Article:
Immediately one of my students said, “I could probably build equal groups”. Great! She is now in the Equal Groups team building stuff with her peers. At the moment I have 6 teams for this project, and the things they are building are 2D and 3D shapes, the silkworm life cycle, dragons, castles, the equal groups I just mentioned along with something that I think is really abstract and awesome – a maths game.

The game goes like this. You walk into a house and you are met with a series of signs telling you the instructions for the game. You walk on and find another sign with a maths problem. Behind the sign are 3 doors, each with a sign above them displaying a potential answer to the problem. If you choose the door with the right answer, you are allowed to pass through into another room in which you are met with another maths problem. The questions get harder as the game progresses. If you choose any of the doors with the wrong answer, you are locked inside a room in which you get attacked and killed by Minecraft nasties! It’s evil, sadistic and I love it!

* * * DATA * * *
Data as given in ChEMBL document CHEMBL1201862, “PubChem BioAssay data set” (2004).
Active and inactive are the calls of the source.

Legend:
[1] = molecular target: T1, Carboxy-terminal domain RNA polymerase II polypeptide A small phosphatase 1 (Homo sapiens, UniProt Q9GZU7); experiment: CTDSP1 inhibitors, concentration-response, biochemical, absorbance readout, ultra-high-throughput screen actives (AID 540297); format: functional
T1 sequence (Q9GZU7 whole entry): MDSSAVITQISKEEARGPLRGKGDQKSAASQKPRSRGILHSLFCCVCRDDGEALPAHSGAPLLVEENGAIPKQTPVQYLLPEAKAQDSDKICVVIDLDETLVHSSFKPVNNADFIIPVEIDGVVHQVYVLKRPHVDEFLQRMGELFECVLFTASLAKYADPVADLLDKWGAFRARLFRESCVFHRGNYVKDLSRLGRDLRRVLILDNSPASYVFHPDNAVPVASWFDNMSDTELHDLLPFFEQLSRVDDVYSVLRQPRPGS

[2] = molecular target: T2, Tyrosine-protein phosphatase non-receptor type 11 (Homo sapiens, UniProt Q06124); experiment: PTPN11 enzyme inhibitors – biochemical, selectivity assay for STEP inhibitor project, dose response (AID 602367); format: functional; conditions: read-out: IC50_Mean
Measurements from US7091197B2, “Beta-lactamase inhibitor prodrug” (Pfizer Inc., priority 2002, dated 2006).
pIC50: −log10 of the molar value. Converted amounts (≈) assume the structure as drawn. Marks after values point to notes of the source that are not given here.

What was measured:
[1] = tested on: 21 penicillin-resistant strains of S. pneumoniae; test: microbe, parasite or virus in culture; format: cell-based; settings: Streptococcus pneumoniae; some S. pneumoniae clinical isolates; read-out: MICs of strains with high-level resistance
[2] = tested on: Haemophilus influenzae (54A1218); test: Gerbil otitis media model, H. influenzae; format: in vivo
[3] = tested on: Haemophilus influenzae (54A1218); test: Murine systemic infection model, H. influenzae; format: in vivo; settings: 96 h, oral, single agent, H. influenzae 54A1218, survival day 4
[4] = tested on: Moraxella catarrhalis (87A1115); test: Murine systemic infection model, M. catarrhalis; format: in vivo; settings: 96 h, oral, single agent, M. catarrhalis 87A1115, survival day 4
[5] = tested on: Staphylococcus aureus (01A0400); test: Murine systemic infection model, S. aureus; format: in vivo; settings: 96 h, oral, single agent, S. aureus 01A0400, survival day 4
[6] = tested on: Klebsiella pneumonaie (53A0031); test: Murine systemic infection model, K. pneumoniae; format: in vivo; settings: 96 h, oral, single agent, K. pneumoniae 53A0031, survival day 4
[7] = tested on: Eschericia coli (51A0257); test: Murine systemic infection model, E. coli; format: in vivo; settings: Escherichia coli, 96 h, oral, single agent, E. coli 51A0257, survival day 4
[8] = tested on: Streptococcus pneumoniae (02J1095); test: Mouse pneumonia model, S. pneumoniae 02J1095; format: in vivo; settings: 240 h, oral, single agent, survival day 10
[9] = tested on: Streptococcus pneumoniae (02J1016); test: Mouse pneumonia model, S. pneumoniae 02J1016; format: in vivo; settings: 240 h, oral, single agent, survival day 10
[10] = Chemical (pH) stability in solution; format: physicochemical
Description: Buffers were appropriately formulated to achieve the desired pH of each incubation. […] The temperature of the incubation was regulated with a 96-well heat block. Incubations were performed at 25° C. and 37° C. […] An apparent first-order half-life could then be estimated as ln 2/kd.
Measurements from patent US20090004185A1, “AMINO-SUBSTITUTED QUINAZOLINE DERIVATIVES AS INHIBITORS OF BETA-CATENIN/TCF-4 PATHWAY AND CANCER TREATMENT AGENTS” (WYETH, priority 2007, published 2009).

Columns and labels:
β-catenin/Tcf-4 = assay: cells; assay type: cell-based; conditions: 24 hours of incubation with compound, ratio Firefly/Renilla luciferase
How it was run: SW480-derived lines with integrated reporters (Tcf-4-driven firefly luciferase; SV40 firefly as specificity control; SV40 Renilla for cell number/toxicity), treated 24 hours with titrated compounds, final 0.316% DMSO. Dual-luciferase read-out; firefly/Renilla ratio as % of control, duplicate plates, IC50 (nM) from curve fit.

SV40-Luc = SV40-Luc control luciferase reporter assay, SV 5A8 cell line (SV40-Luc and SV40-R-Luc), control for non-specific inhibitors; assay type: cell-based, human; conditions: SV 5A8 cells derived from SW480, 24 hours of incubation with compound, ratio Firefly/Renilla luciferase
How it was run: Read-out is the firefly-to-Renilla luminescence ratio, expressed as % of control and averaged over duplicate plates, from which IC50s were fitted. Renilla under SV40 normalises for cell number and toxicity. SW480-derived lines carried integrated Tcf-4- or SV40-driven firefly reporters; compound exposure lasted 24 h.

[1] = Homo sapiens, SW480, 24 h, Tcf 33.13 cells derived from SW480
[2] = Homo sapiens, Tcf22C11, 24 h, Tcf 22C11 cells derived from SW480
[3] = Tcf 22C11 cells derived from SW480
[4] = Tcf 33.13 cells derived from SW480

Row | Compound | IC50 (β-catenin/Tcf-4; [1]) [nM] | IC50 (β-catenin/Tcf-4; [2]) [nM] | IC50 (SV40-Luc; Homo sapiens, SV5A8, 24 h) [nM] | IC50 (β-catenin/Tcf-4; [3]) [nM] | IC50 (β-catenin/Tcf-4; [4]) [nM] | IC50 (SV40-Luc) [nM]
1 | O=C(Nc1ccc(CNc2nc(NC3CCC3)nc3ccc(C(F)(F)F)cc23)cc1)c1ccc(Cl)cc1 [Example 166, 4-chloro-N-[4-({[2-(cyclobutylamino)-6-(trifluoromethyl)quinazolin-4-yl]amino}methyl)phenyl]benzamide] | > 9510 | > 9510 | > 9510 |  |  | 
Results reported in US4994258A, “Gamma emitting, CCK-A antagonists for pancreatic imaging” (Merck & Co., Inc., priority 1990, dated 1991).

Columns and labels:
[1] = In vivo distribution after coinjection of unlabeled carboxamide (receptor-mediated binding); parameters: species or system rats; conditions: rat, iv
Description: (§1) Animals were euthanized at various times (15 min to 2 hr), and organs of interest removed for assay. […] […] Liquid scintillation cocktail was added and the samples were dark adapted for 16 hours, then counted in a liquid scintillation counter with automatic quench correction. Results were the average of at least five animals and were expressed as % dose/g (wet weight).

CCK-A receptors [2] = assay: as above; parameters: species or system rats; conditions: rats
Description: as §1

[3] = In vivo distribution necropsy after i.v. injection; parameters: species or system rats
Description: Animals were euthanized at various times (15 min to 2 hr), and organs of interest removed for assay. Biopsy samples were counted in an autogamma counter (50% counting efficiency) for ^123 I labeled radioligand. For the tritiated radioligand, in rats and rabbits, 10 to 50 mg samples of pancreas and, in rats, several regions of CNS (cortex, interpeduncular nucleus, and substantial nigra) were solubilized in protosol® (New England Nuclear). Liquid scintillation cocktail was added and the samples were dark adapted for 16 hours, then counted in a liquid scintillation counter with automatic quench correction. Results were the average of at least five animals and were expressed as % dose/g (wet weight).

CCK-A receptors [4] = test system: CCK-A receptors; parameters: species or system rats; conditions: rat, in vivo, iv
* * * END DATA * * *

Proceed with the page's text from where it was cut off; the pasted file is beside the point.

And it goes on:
So far this project has been really fun, and as an added bonus, it’s allowed me to formatively assess the kids on a range of topics in a non-obtrusive and engaging manner, without them really even being aware that I’m testing them. For example, with the maths game group, one of the students said, “At first the questions will be easy like 1 + 1 and then they’ll get tricky like 20 + 20″. I explained to the student that people should be able to answer that easily just by counting by tens and that so should he and he was like, “Oh yeah!” and we decided to come up with questions that would challenge students of his age at maths. Now I have a really good idea of where he is at with addition and subtraction and how to extend him.

This is called ‘Stealth Assessment’ in the research literature – the notion of embedding good assessment within video games. You can read about here and here, I think it’s great.

Below are some screenshots of some of our builds, including our developing dragons and maths game! I can’t wait wait to get started on the screencasts and uploading them to Youtube. A cool way to end the year.